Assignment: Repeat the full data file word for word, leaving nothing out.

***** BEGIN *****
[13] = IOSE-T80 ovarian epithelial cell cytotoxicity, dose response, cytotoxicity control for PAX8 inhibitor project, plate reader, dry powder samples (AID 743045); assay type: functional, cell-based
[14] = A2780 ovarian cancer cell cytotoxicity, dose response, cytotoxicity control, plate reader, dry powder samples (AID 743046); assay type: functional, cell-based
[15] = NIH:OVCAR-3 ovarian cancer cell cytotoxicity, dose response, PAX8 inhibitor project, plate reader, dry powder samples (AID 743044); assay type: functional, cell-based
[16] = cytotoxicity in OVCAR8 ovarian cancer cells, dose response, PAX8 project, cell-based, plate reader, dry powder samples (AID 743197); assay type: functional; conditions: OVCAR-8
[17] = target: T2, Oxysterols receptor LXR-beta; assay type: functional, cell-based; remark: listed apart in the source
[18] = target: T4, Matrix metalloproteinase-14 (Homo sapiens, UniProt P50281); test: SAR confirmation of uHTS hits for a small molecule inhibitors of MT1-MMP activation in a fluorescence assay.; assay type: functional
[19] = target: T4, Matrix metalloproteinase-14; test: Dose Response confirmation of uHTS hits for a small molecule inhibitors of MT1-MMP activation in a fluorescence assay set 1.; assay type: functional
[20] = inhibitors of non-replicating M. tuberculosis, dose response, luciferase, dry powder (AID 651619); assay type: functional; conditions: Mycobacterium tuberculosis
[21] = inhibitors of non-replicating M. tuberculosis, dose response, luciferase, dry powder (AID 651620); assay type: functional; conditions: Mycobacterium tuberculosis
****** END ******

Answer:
[13] = IOSE-T80 ovarian epithelial cell cytotoxicity, dose response, cytotoxicity control for PAX8 inhibitor project, plate reader, dry powder samples (AID 743045); assay type: functional, cell-based
[14] = A2780 ovarian cancer cell cytotoxicity, dose response, cytotoxicity control, plate reader, dry powder samples (AID 743046); assay type: functional, cell-based
[15] = NIH:OVCAR-3 ovarian cancer cell cytotoxicity, dose response, PAX8 inhibitor project, plate reader, dry powder samples (AID 743044); assay type: functional, cell-based
[16] = cytotoxicity in OVCAR8 ovarian cancer cells, dose response, PAX8 project, cell-based, plate reader, dry powder samples (AID 743197); assay type: functional; conditions: OVCAR-8
[17] = target: T2, Oxysterols receptor LXR-beta; assay type: functional, cell-based; remark: listed apart in the source
[18] = target: T4, Matrix metalloproteinase-14 (Homo sapiens, UniProt P50281); test: SAR confirmation of uHTS hits for a small molecule inhibitors of MT1-MMP activation in a fluorescence assay.; assay type: functional
[19] = target: T4, Matrix metalloproteinase-14; test: Dose Response confirmation of uHTS hits for a small molecule inhibitors of MT1-MMP activation in a fluorescence assay set 1.; assay type: functional
[20] = inhibitors of non-replicating M. tuberculosis, dose response, luciferase, dry powder (AID 651619); assay type: functional; conditions: Mycobacterium tuberculosis
[21] = inhibitors of non-replicating M. tuberculosis, dose response, luciferase, dry powder (AID 651620); assay type: functional; conditions: Mycobacterium tuberculosis